East Asian Cinemas: Exploring Transnational Connections on Film
by Jasper Sharp
The academic anthology East Asian Cinemas: Exploring Transnational Connections on Film covers a pan-Asian cinematic output while acknowledging in its introduction that 'Asia' as a concept is "a free-floating signifier - a term the exact meaning of which is not yet settled" [pg 5]; in other words, the culture, history, politics and sense of shared values and identity of a region that encompasses Tokyo, the Philippines, Thailand and China, bares little correspondence with, for example, Europe. 'Asian cinema' as a brand might be currently viewed as an alternative to American or European cinema, and the Hollywood aesthetic might well have become considerably more "Asianized" over the past decade or so, but what exactly this means in practice is the subject of considerable debate, a debate in which the various writers in this anthology fruitfully engage.
As is usual for books of this nature, the quality of the individual essays is variable, and I won't deny there aren't some mistakes here and there, but the standard is high overall, and the editors should be particularly congratulated for the way the individual sections nicely link up with one another to ensure that the book as a whole adds up to far more than the sum of its parts. There are plenty of fascinating facts and insights contained within these pages to inspire further directions for research. David Desser's "Remaking Seven Samurai in World Cinema", for example, mentions the attempts of Masaichi Nagata of Daiei and Run Run Shaw of Shaw Brothers to establish the first Southeast Asia Film Festival in 1954, while Gary Needham's "Fashioning Modernity: Hollywood and the Hong Kong Musical 1957-64" covers Hong Kong co-productions with other countries, including Britain and Japan, and looks at how the industry drew inspiration from foreign productions to create its own borderless world not dissimilar to that being portrayed in Hollywood films.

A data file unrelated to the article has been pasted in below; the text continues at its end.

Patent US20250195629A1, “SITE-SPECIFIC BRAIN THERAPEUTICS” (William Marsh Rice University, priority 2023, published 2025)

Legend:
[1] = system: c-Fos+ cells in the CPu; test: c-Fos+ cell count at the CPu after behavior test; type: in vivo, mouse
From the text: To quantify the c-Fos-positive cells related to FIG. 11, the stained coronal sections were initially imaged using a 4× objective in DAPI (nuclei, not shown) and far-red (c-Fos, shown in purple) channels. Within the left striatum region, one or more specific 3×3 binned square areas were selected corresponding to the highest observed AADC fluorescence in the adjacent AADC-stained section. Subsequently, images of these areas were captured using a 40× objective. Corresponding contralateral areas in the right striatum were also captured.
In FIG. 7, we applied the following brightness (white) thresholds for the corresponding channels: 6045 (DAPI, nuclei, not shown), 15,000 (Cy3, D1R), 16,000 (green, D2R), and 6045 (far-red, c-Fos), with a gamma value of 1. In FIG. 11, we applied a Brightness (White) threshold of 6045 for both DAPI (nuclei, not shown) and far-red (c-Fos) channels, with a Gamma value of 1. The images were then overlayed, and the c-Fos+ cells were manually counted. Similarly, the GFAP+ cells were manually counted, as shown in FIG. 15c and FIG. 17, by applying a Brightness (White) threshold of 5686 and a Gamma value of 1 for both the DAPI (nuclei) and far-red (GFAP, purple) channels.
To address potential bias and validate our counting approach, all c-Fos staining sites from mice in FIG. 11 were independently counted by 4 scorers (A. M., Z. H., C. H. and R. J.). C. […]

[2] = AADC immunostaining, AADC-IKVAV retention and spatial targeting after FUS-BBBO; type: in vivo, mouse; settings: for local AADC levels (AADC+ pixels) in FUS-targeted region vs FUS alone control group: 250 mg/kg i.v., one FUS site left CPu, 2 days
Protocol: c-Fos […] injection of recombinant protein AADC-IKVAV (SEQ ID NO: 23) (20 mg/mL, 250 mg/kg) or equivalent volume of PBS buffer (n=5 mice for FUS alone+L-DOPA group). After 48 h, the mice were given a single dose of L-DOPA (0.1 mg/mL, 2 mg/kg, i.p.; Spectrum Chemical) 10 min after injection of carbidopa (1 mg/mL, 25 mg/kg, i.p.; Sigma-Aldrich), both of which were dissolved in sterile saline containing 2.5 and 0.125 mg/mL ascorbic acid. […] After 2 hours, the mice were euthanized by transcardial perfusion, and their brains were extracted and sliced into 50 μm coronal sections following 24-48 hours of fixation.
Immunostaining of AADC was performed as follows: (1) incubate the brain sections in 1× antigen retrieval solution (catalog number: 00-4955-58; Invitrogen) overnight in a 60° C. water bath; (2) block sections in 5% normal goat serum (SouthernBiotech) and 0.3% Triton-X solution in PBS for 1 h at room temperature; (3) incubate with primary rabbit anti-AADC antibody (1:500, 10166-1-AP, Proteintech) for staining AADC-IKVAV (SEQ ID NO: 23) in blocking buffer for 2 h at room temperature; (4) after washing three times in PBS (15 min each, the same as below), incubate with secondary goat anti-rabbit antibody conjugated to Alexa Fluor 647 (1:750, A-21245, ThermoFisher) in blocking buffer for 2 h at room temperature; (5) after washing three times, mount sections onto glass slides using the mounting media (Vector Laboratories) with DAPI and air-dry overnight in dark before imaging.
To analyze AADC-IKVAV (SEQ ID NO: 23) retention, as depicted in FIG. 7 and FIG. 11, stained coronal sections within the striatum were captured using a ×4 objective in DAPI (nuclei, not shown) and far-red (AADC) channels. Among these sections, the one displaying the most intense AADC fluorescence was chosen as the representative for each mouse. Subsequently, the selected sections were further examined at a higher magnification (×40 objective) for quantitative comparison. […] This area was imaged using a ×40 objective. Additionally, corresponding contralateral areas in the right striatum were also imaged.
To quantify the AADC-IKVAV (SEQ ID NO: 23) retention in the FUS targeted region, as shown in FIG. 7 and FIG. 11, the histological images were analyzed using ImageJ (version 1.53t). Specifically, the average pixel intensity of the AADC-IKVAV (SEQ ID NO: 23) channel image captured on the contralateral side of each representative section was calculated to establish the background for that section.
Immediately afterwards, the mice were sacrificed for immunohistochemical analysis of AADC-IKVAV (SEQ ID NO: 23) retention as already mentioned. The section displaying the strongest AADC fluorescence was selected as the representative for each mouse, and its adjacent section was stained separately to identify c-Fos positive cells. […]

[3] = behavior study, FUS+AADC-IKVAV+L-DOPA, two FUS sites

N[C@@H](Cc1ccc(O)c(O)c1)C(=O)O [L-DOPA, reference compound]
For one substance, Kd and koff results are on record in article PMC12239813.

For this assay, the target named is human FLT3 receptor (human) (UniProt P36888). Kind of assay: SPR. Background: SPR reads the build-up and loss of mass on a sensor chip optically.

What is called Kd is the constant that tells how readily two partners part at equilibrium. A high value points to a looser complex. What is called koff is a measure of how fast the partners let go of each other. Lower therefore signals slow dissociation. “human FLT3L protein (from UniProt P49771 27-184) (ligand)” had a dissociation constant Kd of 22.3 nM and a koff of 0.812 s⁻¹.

Of particular relevance to Japanese film scholars is Rayna Denison's "The Language of the Blockbuster: Promotion, Princess Mononoke and the Daihitto in Japanese Film Culture" and Gary G. Xu's "Remaking East Asia, Outsourcing Hollywood", which covers Roy Lee and the remakes of The Ring, The Grudge et al. The role of Western personalities such as Quentin Tarantino and Luc Besson in bringing the East to the West is also covered, in Nikki Lee's "Salute to Mr. Vengeance! The Making of a Transnational Auteur Park Chan-Wook" and Leon Hunt's "Asiaphilia, Asianisation and the Gatekeep Auteur: Quentin Tarantino and Luc Besson."
All in all, East Asian Cinemas: Exploring Transnational Connections on Film does exactly what it says on the cover, providing a revealing and much-needed look at how the various industries that make up the catch-all term of "Asian Cinema" relate to each other, as well as to the rest of the world.